Nick Adams received his only Oscar nomination for portraying Ben Brown in Twilight of Honor.
Twilight of Honor is about a young defense attorney (Richard Chamberlain) defending a man accused of murdering a man considered to be a great man.
Twilight of Honor is a not so cheap rip off of Anatomy of a Murder. It is about the defense of a murderer, that really is not trying to prove the man innocent but rather trying merely to show that the victim was not all that much of a victim instead. The only problem is the film is no Anatomy of a Murder. The court rooms do not have the same showmanship and power. The story does not have the same interesting degree of moral ambiguity as that earlier film did due to the fact this film shows the earlier events unlike Anatomy of A Murder.
Most important though is Chamberlain is no James Stewart as an inexperienced defense attorney, James Gregory is no George C. Scott as the prosecutor, Joey Heatherton is no Lee Remick as the the not particularly trustworthy wife of the accused, Claude Rains is not Arthur O'Con... oh wait actually Rains is quite good, though underused, in this as the older mentor with an ailment, but even though he was indeed nominated for an Oscar for his performance Nick Adams is also no Ben Gazzara as the accused.
It is interesting that many people were gunning for that Oscar this year as Bobby Darin was supposedly quite upset about losing, and Adams supposedly also spent quite a bit of money on a campaign to win as well. I think both probably should have seen Hud, and Adams could have saved his money. Adams portrays the accused murderer rather simply, maybe a little too simply for the part, where is Ben Gazzara in the similar role had a certain complexity in the role in which you never quite knew was going on in the mind of his character.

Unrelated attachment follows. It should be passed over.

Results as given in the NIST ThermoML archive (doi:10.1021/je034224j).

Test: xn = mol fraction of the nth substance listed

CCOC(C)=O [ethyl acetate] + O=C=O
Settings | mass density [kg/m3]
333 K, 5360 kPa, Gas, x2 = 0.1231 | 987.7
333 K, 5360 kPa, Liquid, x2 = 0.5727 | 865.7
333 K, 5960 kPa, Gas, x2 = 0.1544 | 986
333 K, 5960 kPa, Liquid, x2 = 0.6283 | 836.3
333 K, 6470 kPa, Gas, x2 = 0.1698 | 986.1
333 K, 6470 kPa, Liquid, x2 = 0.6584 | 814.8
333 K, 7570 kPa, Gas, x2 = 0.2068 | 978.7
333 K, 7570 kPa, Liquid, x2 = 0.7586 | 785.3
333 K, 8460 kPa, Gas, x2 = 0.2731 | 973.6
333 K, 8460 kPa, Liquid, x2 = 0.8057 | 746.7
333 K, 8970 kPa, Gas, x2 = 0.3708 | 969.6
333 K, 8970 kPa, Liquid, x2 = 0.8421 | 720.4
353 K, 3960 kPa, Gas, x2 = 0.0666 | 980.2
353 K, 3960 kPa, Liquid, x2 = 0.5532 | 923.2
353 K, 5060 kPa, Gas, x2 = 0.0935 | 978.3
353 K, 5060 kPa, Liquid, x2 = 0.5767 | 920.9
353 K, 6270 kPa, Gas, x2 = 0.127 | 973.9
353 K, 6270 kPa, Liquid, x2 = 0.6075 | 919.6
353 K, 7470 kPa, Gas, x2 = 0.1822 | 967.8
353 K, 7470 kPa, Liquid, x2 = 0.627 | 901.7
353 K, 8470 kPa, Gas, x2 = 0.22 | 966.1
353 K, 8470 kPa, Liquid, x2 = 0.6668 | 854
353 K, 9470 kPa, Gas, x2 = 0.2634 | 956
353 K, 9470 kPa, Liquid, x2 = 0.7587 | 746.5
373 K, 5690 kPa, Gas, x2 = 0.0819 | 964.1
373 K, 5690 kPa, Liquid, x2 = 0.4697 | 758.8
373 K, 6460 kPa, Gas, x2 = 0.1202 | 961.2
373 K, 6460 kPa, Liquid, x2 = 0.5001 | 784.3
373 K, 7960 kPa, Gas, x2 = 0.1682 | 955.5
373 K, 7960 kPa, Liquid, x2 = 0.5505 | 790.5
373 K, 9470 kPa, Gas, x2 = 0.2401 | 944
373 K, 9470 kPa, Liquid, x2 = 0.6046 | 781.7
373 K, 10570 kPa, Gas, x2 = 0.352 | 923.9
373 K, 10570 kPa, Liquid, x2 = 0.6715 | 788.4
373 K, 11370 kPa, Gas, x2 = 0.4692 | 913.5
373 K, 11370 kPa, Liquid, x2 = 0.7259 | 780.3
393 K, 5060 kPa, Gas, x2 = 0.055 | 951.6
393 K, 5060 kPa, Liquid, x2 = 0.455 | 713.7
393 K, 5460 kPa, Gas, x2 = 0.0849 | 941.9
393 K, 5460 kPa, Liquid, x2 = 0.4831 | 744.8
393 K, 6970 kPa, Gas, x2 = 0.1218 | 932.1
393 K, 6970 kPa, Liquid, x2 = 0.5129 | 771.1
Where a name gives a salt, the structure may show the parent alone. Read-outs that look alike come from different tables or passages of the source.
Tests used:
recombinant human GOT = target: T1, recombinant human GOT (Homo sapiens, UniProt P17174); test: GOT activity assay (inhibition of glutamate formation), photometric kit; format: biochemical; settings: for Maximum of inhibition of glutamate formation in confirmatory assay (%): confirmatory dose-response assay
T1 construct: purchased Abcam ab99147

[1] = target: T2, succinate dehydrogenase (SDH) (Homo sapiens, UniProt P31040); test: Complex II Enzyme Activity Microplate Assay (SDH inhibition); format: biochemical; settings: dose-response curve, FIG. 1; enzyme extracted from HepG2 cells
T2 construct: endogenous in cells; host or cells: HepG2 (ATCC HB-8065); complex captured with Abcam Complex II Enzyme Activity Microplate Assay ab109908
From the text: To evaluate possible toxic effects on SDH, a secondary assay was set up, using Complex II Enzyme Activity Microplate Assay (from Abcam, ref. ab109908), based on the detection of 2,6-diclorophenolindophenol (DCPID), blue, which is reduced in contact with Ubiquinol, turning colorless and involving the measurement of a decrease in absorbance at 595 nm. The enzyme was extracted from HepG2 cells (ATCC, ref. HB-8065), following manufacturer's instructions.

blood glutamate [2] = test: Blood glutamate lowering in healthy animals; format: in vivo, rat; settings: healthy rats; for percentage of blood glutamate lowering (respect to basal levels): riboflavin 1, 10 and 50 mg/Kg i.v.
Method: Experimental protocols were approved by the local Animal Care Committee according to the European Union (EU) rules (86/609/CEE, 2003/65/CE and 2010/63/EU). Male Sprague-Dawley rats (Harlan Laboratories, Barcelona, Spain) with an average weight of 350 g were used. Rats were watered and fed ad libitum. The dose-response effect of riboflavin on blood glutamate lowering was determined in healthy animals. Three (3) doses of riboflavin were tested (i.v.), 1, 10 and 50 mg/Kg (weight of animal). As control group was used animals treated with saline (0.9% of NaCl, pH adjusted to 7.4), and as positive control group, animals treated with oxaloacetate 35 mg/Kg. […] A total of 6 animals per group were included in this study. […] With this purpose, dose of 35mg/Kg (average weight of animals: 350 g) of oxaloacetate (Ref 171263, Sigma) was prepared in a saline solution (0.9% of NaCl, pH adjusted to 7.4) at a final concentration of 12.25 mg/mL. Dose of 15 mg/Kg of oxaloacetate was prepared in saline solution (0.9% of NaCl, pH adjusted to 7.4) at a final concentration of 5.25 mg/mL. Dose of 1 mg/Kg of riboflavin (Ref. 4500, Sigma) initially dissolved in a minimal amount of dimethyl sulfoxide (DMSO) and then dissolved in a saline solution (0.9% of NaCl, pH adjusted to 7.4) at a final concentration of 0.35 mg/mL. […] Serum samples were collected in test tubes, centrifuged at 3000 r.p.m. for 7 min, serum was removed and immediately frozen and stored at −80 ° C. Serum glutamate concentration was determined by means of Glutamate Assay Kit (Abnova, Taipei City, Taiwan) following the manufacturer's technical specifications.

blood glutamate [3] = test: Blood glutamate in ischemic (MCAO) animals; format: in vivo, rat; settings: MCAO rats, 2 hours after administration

Adams actually for the most part in the trial scenes just attempts to show that his character is one confused man unable to understand the fallout surrounding the crime he is accused of, and unable to deal with his own wife's unfaithfulness, and the town's want for his death. He is pretty much just confused and pathetic here as Ben Brown, which actually does fit the part. He does allow us to sympathize him within his difficult his situation, and he as well does bring to life his inability to understand how he has come to his situation.
Adams shows a very very different man though in his scenes before he became accused of murder with his own life on the line. Adams plays his part very differently as a strange loner of sorts, James Deanish in a way actually. Although a more violent loner. He still is many ways an unassuming character at times, but he tries to bring a more threatening quality to his performance here that just does not meld as well with the rest of his performance during the trial.
I suppose his character is in a vastly different situation than before, but the transition change is not well established, and the difference in his performance may be just a little too great. It is not made entirely convincing that the potinetially violent loner is the same as the very confused and pathetic man accused of murder. I will say his trial scenes are effective enough that this is not a bad performance, the scenes set before the trial though could have great, but Adams never fulfills their potential.